While we both may disagree with the sentiments expressed in McCall’s book, these beliefs alone provide no grounds for dismissal from administrative positions. They are views held by millions of traditionalist religious adherents, including Muslims and Orthodox Jews who also happen to be our fellow citizens. McCall lost those administrative positions despite an investigation into the matter finding “no evidence of workplace harassment or discrimination.” However, OU eventually settled a lawsuit filed by McCall over the matter. While it does not appear that OU’s DEI office was involved in the campaign against McCall, DEI offices across the nation have been associated with similar activities.

In their 2018 book, The Coddling of the American Mind, authors Greg Lukianoff and Jonathan Haidt coined the term “Safetyism” to describe the rationale that campus administrators often use to restrict free speech. According to Lukianoff and Haidt, students have come to expect protection from opinions and ideas that make them feel “uncomfortable.” The authors also chronicle the emergence of an environment where words are considered violence and in which students feel justified using actual violence to stop a campus speech with which they disagree. Safetyism is a rationale that has been used to suppress speech coming from the left as well as the right (and center).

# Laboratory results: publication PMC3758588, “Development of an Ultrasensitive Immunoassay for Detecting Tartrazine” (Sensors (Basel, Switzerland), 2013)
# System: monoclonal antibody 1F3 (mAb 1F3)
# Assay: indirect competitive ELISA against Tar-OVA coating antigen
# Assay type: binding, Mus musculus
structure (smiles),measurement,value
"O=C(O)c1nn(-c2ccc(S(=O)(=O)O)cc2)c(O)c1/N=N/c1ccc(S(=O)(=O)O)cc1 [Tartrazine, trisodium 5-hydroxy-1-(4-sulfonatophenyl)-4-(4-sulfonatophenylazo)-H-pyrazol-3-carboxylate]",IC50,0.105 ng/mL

In the name of diversity and inclusion, viewpoint diversity sometimes has been squelched. This constriction of free-speech rights on college campuses is one that DEI supporters have been loath to acknowledge. However, the role some DEI administrators have played in the shrinking of academic freedom should be recognized and addressed.